This study investigates the dynamics of riverine DOC concentrations during a series of stream discharge events (3–10 days) following rainstorms of different intensity and duration. We examined six events, when high-frequency (hourly) water samples for DOC (n = 321) were collected in spring (n = 166) and autumn (n = 155). Results identified three distinct water-mediated processes during stream discharges events that linked DOC source supply from agricultural land surfaces with sinks in a receiving river. These were as follows: 1) snowpack drives significant high DOC concentrations in base-flow during spring, 2) abundant organic matter in topsoil from crop residues determines a rapid DOC loading profile in the first flush, and 3) very large hydro-climatic events in snow-melting season over agricultural watersheds could increase the riverine DOC flux by 2.3 folds. These results revealed that ca. 76.5% of annual DOC was exported during a handful of storm-discharge events (78.9% for spring and 74.2% from autumn) over agricultural landscapes. Given the significant amount of riverine DOC exported from agricultural landscapes during severe weather events, our results suggest that changes in climate promote larger precipitation events that would likely enhance the export of terrestrial DOC to receiving water bodies. The study presents a semi-analytical model that is able to extrapolate the riverine DOC dynamics during storm discharge events of varying duration and intensity (R2 up to 0.9).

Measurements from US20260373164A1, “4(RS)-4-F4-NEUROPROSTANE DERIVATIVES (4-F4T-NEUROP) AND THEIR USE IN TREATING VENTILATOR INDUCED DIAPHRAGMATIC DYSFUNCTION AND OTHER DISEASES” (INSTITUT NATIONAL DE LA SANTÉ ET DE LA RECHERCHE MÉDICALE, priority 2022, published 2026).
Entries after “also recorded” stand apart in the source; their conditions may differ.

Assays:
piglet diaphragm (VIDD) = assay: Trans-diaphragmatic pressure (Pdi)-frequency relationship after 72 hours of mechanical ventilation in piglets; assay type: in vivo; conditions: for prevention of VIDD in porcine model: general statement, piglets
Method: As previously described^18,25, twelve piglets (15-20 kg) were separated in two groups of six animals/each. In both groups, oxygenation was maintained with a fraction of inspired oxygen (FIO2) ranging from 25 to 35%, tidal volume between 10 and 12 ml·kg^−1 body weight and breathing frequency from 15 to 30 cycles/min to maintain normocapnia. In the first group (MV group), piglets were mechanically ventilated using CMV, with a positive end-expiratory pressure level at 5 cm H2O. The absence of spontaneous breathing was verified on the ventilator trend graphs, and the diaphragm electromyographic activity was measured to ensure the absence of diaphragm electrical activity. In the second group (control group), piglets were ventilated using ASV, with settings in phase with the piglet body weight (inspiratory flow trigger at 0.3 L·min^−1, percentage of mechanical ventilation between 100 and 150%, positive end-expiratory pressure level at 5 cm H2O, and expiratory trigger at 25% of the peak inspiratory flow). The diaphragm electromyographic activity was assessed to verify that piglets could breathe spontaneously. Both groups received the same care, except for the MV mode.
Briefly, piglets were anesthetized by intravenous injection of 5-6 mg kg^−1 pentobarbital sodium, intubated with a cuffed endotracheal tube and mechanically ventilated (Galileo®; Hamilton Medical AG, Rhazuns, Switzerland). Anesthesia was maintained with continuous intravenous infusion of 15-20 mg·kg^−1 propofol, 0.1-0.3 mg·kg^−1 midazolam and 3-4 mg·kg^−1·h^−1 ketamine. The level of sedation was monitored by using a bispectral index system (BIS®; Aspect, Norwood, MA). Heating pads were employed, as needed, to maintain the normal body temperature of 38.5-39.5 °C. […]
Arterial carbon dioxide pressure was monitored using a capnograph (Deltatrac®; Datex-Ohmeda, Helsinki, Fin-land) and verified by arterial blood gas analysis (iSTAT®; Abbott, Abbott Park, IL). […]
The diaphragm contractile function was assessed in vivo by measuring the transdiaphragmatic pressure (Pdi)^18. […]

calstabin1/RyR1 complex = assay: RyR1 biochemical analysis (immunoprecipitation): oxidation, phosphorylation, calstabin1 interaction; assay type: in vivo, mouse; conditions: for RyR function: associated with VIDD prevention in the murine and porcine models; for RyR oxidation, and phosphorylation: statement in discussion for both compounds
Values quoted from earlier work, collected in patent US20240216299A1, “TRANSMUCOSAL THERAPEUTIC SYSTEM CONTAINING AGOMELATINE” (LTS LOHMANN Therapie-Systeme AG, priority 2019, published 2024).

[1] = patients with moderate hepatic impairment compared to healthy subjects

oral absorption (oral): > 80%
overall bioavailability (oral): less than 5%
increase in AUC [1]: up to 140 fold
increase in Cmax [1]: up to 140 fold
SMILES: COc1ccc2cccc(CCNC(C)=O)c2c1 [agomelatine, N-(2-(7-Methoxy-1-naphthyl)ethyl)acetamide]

- Climate change
- Crop residues
- DOC flux
- Large hydro-climatic situation
- Resilience against large events
- Stream discharge events